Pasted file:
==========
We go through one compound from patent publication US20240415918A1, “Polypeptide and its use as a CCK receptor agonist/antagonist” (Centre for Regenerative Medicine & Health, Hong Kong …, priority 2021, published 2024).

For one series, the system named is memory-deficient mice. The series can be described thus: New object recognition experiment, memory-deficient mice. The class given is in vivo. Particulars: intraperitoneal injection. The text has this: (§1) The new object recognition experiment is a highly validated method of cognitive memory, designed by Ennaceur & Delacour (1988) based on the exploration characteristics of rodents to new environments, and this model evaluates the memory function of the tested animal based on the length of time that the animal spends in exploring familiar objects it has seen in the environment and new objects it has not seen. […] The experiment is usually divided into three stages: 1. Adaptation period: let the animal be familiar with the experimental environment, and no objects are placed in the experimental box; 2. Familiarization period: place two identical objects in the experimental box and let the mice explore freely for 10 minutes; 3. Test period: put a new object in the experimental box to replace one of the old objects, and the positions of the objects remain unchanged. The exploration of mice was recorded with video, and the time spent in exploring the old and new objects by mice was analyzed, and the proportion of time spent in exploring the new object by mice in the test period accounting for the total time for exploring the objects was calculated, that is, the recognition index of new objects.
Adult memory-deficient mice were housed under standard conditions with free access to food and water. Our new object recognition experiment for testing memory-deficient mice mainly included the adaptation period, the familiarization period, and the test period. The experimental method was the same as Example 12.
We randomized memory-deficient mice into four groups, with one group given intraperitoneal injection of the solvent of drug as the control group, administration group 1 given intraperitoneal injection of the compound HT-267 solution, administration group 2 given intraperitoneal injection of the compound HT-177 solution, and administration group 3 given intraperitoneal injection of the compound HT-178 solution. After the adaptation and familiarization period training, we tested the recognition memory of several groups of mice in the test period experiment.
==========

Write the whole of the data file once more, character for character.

We go through one compound from patent publication US20240415918A1, “Polypeptide and its use as a CCK receptor agonist/antagonist” (Centre for Regenerative Medicine & Health, Hong Kong …, priority 2021, published 2024).

For one series, the system named is memory-deficient mice. The series can be described thus: New object recognition experiment, memory-deficient mice. The class given is in vivo. Particulars: intraperitoneal injection. The text has this: (§1) The new object recognition experiment is a highly validated method of cognitive memory, designed by Ennaceur & Delacour (1988) based on the exploration characteristics of rodents to new environments, and this model evaluates the memory function of the tested animal based on the length of time that the animal spends in exploring familiar objects it has seen in the environment and new objects it has not seen. […] The experiment is usually divided into three stages: 1. Adaptation period: let the animal be familiar with the experimental environment, and no objects are placed in the experimental box; 2. Familiarization period: place two identical objects in the experimental box and let the mice explore freely for 10 minutes; 3. Test period: put a new object in the experimental box to replace one of the old objects, and the positions of the objects remain unchanged. The exploration of mice was recorded with video, and the time spent in exploring the old and new objects by mice was analyzed, and the proportion of time spent in exploring the new object by mice in the test period accounting for the total time for exploring the objects was calculated, that is, the recognition index of new objects.
Adult memory-deficient mice were housed under standard conditions with free access to food and water. Our new object recognition experiment for testing memory-deficient mice mainly included the adaptation period, the familiarization period, and the test period. The experimental method was the same as Example 12.
We randomized memory-deficient mice into four groups, with one group given intraperitoneal injection of the solvent of drug as the control group, administration group 1 given intraperitoneal injection of the compound HT-267 solution, administration group 2 given intraperitoneal injection of the compound HT-177 solution, and administration group 3 given intraperitoneal injection of the compound HT-178 solution. After the adaptation and familiarization period training, we tested the recognition memory of several groups of mice in the test period experiment.